Sentinels Get Big Donations
Efforts to welcome at least three recovering veterans to the area as part of Sentinels for Freedom got a big boost recently from a single generous gift.
The cost of providing the four-year scholarship service to help those grievously wounded in recent conflicts re-enter civilian life is $100,000.
Retired Maj. Gen. Sidney Shachnow is one of a number of local people raising money. He has been asking everybody he knows to help out by giving or pledging money to help these veterans.
Many wounds that would have been fatal in earlier wars are survivable now -- but leave behind a veteran with severe disabilities struggling through a lifetime of suffering.
"I called a fellow up," Shachnow said. "I told him about the Sentinels for Freedom -- what it was all about -- and he listened. He said, 'I want to sponsor one of those families.' I wasn't quite sure whether he understood."
It takes a commitment of $100,000 for each family.
"I expected $1,000, maybe $500 -- you know -- I said, to sponsor it takes maybe $100,000 a person," Shachnow said. "He said, 'That's all right, I'll write you a $100,000 check.' And he did. That was Steve Vanderwoude."
Vanderwoude has done many things in the past to support the nation's troops, according to Shachnow.
"There was a ceremony at Fort Bragg with a number of wounded soldiers, and Gen. Wagner gave him a plaque," Shachnow said. "There were guys he had lunch with. Sgt. Glenn was there; then there was a guy -- Castro -- he was blind completely. Another guy was blind in one eye, and has got a leg missing."
The group was very upbeat and positive, he said.
"Steve gave me the check at a ceremony at Fort Bragg," "Gen. Bob Wagner -- the commander of the Special Operations Command -- recognized and honored Steve and his wife, Denise. He gave them a handsome plaque."
Shachnow said he cashed the check right away, joking that he left on a Baltic cruise the next day. In fact, he did leave on a cruise, a trip to Northern Europe that included his old homeland, Lithuania.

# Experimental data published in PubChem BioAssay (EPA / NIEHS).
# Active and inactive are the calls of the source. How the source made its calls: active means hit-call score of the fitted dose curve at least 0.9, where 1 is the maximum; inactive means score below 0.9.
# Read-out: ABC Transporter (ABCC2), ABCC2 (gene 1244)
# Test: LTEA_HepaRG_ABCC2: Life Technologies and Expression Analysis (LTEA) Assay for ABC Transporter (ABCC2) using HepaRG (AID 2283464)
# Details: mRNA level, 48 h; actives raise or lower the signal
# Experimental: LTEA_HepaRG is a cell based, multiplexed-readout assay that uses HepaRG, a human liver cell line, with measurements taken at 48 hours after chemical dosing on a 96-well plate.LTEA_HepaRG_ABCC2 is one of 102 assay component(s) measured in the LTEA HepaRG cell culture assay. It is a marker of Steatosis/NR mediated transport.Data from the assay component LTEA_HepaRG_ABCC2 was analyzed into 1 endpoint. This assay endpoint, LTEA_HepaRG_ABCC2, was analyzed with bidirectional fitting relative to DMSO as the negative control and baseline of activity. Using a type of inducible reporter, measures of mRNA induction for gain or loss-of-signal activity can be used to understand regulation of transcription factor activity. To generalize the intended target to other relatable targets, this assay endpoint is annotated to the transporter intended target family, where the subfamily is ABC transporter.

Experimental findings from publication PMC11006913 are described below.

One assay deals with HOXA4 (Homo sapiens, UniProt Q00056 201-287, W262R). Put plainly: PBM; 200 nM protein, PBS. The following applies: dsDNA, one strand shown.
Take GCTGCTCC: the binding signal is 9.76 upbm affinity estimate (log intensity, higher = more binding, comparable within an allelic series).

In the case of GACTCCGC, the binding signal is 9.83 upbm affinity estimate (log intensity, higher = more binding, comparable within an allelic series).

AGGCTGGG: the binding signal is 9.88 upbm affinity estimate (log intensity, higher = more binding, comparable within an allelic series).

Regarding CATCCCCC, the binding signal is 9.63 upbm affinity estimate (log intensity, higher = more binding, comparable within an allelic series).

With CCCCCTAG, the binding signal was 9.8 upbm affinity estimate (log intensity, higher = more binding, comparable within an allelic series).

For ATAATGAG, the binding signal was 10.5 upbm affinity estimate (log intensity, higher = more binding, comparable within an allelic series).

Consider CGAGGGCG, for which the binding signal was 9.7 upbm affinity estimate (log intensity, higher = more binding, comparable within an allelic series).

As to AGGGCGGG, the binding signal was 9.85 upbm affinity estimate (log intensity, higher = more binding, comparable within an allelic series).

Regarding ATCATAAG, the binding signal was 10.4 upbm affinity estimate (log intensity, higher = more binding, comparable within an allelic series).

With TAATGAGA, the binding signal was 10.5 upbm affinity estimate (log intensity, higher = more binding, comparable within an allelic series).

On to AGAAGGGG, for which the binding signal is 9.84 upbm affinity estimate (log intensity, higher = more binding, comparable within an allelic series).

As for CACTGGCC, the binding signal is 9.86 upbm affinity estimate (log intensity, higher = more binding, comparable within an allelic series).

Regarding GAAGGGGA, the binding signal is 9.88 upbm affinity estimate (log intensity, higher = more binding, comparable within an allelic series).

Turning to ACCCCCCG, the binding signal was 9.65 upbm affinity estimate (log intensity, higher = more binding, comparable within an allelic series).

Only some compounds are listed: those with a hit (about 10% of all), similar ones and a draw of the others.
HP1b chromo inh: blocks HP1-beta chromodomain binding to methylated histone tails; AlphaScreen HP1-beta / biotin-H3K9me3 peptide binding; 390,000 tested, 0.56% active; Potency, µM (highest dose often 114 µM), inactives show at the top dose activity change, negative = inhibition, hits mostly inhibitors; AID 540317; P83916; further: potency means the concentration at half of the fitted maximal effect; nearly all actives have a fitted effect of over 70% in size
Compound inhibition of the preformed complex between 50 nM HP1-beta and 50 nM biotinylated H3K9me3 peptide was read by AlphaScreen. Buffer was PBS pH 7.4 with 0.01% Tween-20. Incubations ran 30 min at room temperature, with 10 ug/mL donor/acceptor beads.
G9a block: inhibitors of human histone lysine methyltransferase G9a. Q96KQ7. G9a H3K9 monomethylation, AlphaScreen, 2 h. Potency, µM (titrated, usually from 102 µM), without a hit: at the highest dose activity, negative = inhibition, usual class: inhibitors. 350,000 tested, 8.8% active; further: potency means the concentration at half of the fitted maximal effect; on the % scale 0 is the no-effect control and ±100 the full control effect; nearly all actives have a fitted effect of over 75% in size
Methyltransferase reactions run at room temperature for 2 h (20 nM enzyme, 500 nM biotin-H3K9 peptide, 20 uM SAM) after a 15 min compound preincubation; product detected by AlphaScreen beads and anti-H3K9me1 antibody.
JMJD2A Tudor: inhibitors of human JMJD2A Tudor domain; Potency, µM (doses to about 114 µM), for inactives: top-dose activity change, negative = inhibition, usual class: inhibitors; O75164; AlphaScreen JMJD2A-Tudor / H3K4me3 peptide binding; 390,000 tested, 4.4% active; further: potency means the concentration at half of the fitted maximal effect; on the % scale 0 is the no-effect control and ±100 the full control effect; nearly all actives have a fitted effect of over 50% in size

"Gen. Wagner hosted a lunch at the dining facility with some Special Forces NCOs (noncommissioned officers)," Shachnow said. "The group included Master Sgt. Brendon O'Connor. He was awarded the Distinguished Service Cross (DSC), the nation's second highest award.
He earned the medal for a battle he fought for 17 hours outnumbered by enemy in Afghanistan. When the battle was over 120 enemy were killed."
There were other heroic soldiers at the table that day, Shachnow said.
"Staff Sgt. Shawn Adams, on his fourth deployment to the combat zone, was wounded in an ambush," he said. "He is undergoing his third reconstructive surgery. (There was) Capt. Ken Dwyer, a highly decorated officer, wounded and blind in one eye, and Capt. Ivan Castro, (who) was injured and is blind. It is people like these that inspired Steve."
In 2006, O'Connor was recognized as Medic of the Year by the Army's Special Operations Command. The DSC was awarded in May of this year.
Dwyer, severely injured by an enemy rocket propelled grenade, won the Silver Star for valor. Dwyer commands the 3rd SFG Headquarters and Headquarters Company at Fort Bragg.
A mortar round blinded Castro and killed two soldiers next to him in Yusufiyah, Iraq, while he was providing sniper support on a rooftop. A runner from college days in Puerto Rico, Castro finished the Bataan Memorial this year in New Mexico in five hours
"Not bad for a blind guy," said his wife, Evelyn.
Also at the table was Sgt. First Class David Glenn, who spoke at the Sentinels of Freedom roll-out meeting in Pinehurst. Glenn has both legs amputated, limited use of his left arm and had to have reconstructive surgery on his head.
"I think that, one day, reality will set in," he said. "You know. At some point the spotlight no longer shines. The hurrah is gone, and you realize that you are sitting there without two legs; and life is never going to be the same."
But now, talk to these wounded veterans and you will find them very positive -- ready to go back
"You have to ask, 'Do you really mean that?'" Shachnow said. "But they do."
Also, another donor pledged an annual gift of $20,000 for four years, Shachnow said.
"That was a pledge from Mr. Bill Entenmann," Shachnow said. "He used to live here. His daughter still lives here. He used to have a house here, a neighbor of mine."
The family name is familiar from its appearance in blue and white script Entenmann pastry boxes. The first William Entenmann opened a Brooklyn bakery in 1898, where he made small cakes, breads and rolls. Entenmann's business flourished, and in the 1950s Entenmann began to expand throughout the East Coast, selling its goods through grocery stores as well as through its bakeries.
Today Entenmann's is one of America's largest pastry makers and is the nation's second-largest doughnut maker, though it is now owned by a Canadian firm.
"He made that donation through his family foundation," Shachnow said.
Modern wars will bring home thousands and thousands of veterans who will need greater support for a longer time than ever before, Shachnow said. The Sentinels for Freedom project is one way local people can be part of what at least a few of them will need, he said.
Contact John Chappell at 783-5841 or by e-mail at email@example.com.
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